No Shoes, No Feminity In John Updike, A & P

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No Shoes, No Shirt, No...Decency? Written in 1962 by John Updike, A & P tells the story of three girls in swimsuits who walk into a grocery store and are forbidden to return until in “decent” clothing. The girls are portrayed as rebellious, immodest, and aloof. However, upon closer examination, it can be determined that the girls are not at fault. It is society’s view of teenage females and a manager’s personal agenda which are wrong. To begin, the narrator states that the girls are causing a scene. Everyone in the market, including employees, are staring at them. Usually, women who come to the store from the beach “put on a shirt or shorts… before they get out of the car into the street” (Updike, 1962). But, these are “women with six children and varicose veins mapping their legs and nobody, including them, could care less” if they did not cover themselves anyway (Updike, 1962). Thus, it is evident that the girls…show more content…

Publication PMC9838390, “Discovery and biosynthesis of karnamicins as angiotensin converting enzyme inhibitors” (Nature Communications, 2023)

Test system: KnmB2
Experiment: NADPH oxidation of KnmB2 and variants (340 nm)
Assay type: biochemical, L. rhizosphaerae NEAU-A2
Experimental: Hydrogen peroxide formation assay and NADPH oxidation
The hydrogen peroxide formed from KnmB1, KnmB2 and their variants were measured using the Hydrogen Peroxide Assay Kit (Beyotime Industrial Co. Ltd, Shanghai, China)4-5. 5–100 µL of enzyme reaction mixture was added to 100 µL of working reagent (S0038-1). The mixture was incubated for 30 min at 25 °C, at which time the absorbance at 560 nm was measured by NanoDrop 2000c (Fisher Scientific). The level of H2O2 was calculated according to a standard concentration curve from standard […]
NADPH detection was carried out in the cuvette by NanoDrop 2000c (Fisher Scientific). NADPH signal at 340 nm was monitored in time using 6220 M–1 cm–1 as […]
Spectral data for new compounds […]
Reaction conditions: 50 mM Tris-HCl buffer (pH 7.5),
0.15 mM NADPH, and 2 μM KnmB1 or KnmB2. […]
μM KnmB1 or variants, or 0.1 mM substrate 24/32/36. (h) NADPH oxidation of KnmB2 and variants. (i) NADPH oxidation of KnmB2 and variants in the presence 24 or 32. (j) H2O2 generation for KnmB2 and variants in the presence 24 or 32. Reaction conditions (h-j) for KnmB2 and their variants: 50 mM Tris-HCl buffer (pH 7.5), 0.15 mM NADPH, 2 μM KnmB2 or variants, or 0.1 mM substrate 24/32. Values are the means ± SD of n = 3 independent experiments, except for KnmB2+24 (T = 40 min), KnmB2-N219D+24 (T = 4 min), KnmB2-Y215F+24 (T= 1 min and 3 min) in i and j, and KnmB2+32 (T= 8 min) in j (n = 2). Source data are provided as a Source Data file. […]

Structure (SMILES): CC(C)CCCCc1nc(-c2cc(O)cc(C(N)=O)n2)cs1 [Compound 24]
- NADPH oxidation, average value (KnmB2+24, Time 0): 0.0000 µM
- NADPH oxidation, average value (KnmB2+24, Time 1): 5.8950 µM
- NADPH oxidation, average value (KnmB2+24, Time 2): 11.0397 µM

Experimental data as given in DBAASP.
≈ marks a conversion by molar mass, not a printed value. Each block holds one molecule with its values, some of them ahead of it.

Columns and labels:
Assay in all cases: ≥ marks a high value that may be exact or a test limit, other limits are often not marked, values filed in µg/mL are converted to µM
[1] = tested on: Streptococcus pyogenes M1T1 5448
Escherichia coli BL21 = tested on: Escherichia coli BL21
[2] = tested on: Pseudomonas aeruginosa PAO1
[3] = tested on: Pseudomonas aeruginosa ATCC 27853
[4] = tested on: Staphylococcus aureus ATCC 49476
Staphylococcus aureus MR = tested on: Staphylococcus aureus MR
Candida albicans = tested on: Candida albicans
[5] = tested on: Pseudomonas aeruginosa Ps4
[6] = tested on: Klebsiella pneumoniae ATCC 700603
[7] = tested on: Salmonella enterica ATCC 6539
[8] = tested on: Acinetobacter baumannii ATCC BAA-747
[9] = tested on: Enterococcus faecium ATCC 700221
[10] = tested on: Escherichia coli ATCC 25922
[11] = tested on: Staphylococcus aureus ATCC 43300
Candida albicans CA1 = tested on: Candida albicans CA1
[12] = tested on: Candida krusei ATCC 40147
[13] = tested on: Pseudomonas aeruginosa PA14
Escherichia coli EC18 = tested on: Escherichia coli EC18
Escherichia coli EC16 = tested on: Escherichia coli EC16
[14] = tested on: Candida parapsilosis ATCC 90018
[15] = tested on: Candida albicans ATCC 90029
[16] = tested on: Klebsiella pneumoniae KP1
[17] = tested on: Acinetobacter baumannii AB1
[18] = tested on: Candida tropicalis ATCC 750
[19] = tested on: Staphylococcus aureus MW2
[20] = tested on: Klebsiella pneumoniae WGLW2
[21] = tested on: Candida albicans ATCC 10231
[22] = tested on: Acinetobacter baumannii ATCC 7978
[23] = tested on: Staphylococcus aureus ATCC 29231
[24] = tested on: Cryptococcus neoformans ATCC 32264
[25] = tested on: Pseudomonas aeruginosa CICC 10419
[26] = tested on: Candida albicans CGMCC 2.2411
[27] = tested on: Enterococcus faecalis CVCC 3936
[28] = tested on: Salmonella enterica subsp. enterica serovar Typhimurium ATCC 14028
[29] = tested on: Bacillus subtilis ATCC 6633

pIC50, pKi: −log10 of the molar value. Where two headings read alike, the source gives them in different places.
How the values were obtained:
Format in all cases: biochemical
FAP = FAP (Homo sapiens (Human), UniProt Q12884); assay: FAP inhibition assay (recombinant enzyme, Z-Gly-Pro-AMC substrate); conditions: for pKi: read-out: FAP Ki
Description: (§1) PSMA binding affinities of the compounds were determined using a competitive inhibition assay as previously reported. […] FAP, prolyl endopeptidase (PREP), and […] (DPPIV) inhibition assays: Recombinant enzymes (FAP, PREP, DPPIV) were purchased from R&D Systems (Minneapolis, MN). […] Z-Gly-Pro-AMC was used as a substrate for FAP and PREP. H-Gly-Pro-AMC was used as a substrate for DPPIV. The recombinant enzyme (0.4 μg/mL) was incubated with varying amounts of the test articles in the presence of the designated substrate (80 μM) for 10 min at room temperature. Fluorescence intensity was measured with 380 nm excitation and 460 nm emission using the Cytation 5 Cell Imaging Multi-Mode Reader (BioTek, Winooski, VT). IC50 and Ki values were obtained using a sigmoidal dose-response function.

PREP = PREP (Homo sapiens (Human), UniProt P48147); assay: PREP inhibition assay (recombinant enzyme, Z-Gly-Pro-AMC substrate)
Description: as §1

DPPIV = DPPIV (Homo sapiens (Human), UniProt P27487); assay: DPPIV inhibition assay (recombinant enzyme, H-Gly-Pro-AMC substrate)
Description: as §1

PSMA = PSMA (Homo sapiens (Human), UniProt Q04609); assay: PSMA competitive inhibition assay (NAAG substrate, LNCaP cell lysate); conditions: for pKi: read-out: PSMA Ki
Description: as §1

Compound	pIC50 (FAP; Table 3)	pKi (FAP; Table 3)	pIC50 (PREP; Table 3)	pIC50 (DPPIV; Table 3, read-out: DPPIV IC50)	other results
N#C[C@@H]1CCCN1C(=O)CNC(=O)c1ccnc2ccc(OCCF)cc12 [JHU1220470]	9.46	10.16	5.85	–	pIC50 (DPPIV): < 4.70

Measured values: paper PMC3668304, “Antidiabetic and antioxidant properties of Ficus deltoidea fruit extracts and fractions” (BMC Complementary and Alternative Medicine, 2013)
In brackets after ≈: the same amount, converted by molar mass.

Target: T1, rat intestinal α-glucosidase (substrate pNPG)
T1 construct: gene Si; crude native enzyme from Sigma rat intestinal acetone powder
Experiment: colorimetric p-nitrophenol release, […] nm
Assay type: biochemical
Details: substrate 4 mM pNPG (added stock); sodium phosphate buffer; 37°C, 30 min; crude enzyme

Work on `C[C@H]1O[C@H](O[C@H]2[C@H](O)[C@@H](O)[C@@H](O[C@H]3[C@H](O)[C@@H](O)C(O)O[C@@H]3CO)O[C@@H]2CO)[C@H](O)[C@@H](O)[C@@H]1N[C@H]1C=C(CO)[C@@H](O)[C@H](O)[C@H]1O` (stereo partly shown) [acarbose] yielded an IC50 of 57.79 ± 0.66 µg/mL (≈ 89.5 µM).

He says that Lengel “hides all day” behind “the door marked manager” (Updike, 1962). When he notices the girls checking out, he tells them they cannot wear swimsuits in his store. This is problematic for several reasons. First, it shows that Lengel decides who can wear what in his store. He is not patrolling the aisles looking for people in violation of the “dress code”, but tucked away in his office only to emerge when he wishes. If and when he leaves his office he sees someone “breaking the rules”, he confronts them--and only if he decides their outfit is improper. Second, he approaches them when they are about the leave. Why do this unless the goal is humiliation? If he had talked to them when they entered, the confrontation would have been more understandable. But to approach girls who are buying one item and about to complete their transaction is not only rude, but also a trivial display of power. The girls are not at fault--the manager, who is power hungry and makes his own rules,
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